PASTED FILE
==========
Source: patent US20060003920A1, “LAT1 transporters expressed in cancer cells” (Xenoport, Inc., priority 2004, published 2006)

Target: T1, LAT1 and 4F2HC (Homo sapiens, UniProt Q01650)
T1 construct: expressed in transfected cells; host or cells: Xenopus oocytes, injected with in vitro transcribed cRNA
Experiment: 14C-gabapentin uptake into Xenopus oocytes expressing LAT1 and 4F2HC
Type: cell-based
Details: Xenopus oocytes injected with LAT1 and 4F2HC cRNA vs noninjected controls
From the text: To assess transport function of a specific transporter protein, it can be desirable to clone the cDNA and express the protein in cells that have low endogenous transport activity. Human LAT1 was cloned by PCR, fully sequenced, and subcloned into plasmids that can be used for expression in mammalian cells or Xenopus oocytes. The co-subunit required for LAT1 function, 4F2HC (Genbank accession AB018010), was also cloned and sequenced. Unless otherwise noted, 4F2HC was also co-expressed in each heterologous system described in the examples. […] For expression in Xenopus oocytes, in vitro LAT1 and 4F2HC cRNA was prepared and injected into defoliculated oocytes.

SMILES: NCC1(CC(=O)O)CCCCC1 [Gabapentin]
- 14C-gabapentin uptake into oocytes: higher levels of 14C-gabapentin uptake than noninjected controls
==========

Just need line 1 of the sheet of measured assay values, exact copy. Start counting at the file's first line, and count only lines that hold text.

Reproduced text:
Source: patent US20060003920A1, “LAT1 transporters expressed in cancer cells” (Xenoport, Inc., priority 2004, published 2006)